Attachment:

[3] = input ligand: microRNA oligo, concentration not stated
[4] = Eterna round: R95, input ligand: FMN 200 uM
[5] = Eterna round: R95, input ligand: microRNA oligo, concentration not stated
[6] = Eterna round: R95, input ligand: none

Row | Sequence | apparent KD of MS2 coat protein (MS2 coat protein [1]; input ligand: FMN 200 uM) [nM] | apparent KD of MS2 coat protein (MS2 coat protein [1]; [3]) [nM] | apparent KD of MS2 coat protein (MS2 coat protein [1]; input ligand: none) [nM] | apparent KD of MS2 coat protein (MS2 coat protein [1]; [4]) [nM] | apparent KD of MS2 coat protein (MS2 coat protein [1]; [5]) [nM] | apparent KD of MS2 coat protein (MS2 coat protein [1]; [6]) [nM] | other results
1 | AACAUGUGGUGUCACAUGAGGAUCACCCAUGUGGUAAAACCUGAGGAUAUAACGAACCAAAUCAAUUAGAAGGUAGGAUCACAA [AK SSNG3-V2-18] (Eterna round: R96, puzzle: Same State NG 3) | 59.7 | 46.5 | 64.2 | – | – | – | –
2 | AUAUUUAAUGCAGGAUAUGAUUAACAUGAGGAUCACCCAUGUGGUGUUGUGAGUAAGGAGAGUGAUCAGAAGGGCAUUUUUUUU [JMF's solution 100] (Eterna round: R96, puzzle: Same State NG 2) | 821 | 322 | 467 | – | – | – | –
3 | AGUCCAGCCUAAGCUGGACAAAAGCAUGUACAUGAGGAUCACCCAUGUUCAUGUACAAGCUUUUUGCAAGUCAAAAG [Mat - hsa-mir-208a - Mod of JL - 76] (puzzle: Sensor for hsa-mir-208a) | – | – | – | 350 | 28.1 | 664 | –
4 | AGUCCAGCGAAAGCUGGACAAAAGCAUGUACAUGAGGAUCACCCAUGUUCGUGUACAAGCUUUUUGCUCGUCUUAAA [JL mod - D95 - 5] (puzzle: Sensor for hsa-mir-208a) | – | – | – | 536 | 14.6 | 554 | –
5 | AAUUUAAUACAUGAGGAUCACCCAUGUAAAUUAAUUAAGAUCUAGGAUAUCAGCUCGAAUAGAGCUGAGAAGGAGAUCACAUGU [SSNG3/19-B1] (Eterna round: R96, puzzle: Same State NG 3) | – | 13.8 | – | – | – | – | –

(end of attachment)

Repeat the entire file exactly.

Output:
[3] = input ligand: microRNA oligo, concentration not stated
[4] = Eterna round: R95, input ligand: FMN 200 uM
[5] = Eterna round: R95, input ligand: microRNA oligo, concentration not stated
[6] = Eterna round: R95, input ligand: none

Row | Sequence | apparent KD of MS2 coat protein (MS2 coat protein [1]; input ligand: FMN 200 uM) [nM] | apparent KD of MS2 coat protein (MS2 coat protein [1]; [3]) [nM] | apparent KD of MS2 coat protein (MS2 coat protein [1]; input ligand: none) [nM] | apparent KD of MS2 coat protein (MS2 coat protein [1]; [4]) [nM] | apparent KD of MS2 coat protein (MS2 coat protein [1]; [5]) [nM] | apparent KD of MS2 coat protein (MS2 coat protein [1]; [6]) [nM] | other results
1 | AACAUGUGGUGUCACAUGAGGAUCACCCAUGUGGUAAAACCUGAGGAUAUAACGAACCAAAUCAAUUAGAAGGUAGGAUCACAA [AK SSNG3-V2-18] (Eterna round: R96, puzzle: Same State NG 3) | 59.7 | 46.5 | 64.2 | – | – | – | –
2 | AUAUUUAAUGCAGGAUAUGAUUAACAUGAGGAUCACCCAUGUGGUGUUGUGAGUAAGGAGAGUGAUCAGAAGGGCAUUUUUUUU [JMF's solution 100] (Eterna round: R96, puzzle: Same State NG 2) | 821 | 322 | 467 | – | – | – | –
3 | AGUCCAGCCUAAGCUGGACAAAAGCAUGUACAUGAGGAUCACCCAUGUUCAUGUACAAGCUUUUUGCAAGUCAAAAG [Mat - hsa-mir-208a - Mod of JL - 76] (puzzle: Sensor for hsa-mir-208a) | – | – | – | 350 | 28.1 | 664 | –
4 | AGUCCAGCGAAAGCUGGACAAAAGCAUGUACAUGAGGAUCACCCAUGUUCGUGUACAAGCUUUUUGCUCGUCUUAAA [JL mod - D95 - 5] (puzzle: Sensor for hsa-mir-208a) | – | – | – | 536 | 14.6 | 554 | –
5 | AAUUUAAUACAUGAGGAUCACCCAUGUAAAUUAAUUAAGAUCUAGGAUAUCAGCUCGAAUAGAGCUGAGAAGGAGAUCACAUGU [SSNG3/19-B1] (Eterna round: R96, puzzle: Same State NG 3) | – | 13.8 | – | – | – | – | –